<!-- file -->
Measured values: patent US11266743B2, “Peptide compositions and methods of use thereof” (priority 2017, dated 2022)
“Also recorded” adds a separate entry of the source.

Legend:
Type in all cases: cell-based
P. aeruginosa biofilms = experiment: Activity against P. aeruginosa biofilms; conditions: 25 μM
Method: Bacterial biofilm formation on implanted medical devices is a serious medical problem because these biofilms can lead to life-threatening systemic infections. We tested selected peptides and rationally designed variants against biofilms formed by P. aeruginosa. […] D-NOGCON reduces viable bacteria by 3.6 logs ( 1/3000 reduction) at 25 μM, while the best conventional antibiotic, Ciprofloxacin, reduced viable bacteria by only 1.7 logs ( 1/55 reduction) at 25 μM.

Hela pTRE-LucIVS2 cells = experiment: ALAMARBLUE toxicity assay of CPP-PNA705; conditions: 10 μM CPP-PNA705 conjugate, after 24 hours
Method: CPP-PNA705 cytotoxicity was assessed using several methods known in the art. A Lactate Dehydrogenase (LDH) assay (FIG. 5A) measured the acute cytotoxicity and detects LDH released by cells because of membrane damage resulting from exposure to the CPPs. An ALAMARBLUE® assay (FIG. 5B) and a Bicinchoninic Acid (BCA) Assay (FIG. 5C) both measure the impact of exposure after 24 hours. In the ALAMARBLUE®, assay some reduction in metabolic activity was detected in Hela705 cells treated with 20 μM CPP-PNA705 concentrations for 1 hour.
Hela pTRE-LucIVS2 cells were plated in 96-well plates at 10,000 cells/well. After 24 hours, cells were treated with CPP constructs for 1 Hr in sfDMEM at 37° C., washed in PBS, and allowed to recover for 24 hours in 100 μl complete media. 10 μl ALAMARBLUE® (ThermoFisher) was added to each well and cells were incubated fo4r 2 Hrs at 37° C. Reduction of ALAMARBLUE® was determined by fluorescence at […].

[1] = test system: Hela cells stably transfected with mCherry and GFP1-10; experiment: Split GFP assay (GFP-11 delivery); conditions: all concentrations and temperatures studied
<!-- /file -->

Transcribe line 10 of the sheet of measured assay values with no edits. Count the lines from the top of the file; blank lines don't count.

[1] = test system: Hela cells stably transfected with mCherry and GFP1-10; experiment: Split GFP assay (GFP-11 delivery); conditions: all concentrations and temperatures studied